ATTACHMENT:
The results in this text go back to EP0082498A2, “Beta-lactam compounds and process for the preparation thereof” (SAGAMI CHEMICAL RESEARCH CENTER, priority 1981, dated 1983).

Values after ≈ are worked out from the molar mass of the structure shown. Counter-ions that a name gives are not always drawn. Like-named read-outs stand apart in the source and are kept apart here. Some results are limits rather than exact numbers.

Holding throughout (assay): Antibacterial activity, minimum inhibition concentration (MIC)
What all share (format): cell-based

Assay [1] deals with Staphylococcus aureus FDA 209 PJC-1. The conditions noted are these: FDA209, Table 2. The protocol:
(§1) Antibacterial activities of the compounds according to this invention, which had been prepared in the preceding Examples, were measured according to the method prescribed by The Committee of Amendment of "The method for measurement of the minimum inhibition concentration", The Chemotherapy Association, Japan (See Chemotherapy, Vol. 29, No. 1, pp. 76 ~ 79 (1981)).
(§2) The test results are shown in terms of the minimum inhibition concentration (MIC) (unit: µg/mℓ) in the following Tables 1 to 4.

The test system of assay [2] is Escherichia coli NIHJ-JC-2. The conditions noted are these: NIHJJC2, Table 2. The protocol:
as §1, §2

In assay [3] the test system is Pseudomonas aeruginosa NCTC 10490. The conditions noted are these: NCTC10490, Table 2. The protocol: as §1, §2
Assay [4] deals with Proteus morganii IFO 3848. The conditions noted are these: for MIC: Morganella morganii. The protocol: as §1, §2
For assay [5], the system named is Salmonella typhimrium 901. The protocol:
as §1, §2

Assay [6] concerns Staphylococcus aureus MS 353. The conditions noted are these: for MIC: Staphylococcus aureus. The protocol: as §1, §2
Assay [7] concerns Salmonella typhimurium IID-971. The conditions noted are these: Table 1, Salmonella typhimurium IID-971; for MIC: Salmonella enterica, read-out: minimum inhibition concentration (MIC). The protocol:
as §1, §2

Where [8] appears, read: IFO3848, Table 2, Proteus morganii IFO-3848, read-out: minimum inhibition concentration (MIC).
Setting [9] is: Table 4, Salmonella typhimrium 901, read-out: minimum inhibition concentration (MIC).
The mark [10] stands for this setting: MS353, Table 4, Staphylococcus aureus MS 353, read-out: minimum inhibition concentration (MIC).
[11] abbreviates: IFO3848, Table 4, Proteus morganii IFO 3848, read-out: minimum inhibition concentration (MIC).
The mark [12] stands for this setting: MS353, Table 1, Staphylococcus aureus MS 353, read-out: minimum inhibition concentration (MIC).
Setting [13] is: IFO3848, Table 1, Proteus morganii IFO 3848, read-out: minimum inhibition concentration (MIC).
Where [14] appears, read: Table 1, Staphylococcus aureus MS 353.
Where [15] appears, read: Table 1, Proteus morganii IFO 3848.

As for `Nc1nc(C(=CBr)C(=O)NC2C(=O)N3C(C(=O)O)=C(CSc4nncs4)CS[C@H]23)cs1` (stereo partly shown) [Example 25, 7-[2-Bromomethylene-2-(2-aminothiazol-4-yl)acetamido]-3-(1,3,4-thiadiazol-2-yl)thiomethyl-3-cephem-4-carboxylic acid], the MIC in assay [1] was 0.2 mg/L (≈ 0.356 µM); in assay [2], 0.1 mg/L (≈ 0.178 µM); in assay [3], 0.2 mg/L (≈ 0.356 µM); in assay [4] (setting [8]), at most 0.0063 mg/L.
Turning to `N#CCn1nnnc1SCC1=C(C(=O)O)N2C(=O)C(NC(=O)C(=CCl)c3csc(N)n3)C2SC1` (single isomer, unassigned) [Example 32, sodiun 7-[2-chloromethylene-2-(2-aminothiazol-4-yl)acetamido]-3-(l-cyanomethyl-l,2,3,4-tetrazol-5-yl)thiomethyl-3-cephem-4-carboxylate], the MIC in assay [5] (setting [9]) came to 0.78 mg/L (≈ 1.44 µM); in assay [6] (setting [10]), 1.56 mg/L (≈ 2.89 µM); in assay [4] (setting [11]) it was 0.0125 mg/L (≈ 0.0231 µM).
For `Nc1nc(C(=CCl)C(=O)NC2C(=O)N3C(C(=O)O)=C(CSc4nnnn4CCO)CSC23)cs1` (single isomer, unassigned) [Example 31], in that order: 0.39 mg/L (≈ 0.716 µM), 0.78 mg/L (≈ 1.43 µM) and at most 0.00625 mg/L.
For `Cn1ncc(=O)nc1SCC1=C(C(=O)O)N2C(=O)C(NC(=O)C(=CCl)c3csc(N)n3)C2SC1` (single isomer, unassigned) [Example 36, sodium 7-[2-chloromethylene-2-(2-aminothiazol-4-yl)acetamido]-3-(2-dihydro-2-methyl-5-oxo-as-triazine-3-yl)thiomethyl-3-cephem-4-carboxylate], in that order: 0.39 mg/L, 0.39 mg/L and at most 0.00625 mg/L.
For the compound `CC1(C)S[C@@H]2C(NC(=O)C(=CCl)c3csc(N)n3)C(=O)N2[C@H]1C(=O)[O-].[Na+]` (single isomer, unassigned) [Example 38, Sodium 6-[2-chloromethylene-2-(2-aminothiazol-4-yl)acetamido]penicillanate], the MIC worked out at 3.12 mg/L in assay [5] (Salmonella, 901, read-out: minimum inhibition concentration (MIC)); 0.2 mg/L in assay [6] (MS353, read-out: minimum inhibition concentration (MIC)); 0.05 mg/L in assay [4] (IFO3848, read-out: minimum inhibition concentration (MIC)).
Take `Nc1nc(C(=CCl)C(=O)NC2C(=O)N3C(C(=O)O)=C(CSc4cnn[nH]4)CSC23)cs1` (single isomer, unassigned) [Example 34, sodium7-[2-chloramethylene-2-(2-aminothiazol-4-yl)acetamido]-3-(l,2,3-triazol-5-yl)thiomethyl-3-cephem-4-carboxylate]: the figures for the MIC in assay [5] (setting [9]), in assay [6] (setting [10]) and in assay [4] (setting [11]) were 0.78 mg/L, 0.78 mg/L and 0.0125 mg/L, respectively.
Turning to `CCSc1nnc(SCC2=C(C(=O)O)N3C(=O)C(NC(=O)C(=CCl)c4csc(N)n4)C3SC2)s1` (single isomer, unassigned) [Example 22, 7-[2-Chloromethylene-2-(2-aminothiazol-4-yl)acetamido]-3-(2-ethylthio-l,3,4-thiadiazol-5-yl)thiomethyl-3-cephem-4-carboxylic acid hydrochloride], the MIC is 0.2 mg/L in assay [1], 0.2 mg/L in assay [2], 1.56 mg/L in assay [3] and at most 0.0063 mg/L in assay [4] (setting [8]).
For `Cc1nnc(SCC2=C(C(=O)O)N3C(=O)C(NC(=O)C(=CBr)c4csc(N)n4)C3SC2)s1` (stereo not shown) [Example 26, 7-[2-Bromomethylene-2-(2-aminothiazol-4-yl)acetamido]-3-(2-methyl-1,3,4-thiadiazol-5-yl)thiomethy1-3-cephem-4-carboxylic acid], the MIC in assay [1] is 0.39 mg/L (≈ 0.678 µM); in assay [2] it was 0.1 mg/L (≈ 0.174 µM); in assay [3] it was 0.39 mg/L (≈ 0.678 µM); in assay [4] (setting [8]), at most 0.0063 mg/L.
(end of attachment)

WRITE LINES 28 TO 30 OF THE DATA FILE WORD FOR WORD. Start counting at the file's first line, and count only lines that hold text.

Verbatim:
For `Cn1ncc(=O)nc1SCC1=C(C(=O)O)N2C(=O)C(NC(=O)C(=CCl)c3csc(N)n3)C2SC1` (single isomer, unassigned) [Example 36, sodium 7-[2-chloromethylene-2-(2-aminothiazol-4-yl)acetamido]-3-(2-dihydro-2-methyl-5-oxo-as-triazine-3-yl)thiomethyl-3-cephem-4-carboxylate], in that order: 0.39 mg/L, 0.39 mg/L and at most 0.00625 mg/L.
For the compound `CC1(C)S[C@@H]2C(NC(=O)C(=CCl)c3csc(N)n3)C(=O)N2[C@H]1C(=O)[O-].[Na+]` (single isomer, unassigned) [Example 38, Sodium 6-[2-chloromethylene-2-(2-aminothiazol-4-yl)acetamido]penicillanate], the MIC worked out at 3.12 mg/L in assay [5] (Salmonella, 901, read-out: minimum inhibition concentration (MIC)); 0.2 mg/L in assay [6] (MS353, read-out: minimum inhibition concentration (MIC)); 0.05 mg/L in assay [4] (IFO3848, read-out: minimum inhibition concentration (MIC)).
Take `Nc1nc(C(=CCl)C(=O)NC2C(=O)N3C(C(=O)O)=C(CSc4cnn[nH]4)CSC23)cs1` (single isomer, unassigned) [Example 34, sodium7-[2-chloramethylene-2-(2-aminothiazol-4-yl)acetamido]-3-(l,2,3-triazol-5-yl)thiomethyl-3-cephem-4-carboxylate]: the figures for the MIC in assay [5] (setting [9]), in assay [6] (setting [10]) and in assay [4] (setting [11]) were 0.78 mg/L, 0.78 mg/L and 0.0125 mg/L, respectively.